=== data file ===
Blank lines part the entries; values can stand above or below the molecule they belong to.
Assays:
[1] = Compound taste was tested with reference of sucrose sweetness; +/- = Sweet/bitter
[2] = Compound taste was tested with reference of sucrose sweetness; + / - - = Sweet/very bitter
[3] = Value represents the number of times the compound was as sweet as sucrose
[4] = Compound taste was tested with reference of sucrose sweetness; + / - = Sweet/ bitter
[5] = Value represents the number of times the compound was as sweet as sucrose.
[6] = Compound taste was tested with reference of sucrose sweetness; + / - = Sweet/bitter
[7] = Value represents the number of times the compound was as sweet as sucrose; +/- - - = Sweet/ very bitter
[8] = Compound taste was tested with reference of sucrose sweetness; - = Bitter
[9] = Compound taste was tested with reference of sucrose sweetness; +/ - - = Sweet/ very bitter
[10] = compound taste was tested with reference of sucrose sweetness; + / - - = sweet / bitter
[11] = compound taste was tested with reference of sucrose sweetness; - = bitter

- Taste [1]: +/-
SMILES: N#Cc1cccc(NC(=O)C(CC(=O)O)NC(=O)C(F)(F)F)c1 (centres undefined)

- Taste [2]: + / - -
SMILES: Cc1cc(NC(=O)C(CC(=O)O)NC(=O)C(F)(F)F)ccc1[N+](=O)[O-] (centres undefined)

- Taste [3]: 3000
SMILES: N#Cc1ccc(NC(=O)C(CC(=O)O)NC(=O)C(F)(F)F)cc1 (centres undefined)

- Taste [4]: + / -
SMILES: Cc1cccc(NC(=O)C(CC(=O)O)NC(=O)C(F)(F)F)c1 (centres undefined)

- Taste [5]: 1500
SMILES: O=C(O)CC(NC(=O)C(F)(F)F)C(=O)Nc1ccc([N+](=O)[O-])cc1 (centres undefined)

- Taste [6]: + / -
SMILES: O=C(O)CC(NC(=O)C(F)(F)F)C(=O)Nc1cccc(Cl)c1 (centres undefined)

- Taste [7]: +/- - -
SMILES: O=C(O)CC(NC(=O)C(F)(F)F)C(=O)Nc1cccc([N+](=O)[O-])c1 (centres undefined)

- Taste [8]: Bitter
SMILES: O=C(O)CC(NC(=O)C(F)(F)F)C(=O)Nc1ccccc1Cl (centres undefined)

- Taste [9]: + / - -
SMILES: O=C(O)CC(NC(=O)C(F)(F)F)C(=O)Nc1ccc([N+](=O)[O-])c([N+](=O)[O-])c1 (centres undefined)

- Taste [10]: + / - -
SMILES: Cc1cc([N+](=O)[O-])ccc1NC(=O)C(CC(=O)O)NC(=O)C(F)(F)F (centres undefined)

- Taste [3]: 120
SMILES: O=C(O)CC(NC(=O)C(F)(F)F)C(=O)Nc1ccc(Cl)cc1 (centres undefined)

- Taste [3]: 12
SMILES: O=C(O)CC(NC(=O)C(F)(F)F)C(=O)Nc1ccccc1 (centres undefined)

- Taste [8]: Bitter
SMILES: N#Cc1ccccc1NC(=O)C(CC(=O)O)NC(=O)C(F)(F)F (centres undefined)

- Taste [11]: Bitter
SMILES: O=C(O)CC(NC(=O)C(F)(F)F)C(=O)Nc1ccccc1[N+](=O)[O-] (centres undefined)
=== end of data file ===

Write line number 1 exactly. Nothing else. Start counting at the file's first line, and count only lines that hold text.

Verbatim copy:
Blank lines part the entries; values can stand above or below the molecule they belong to.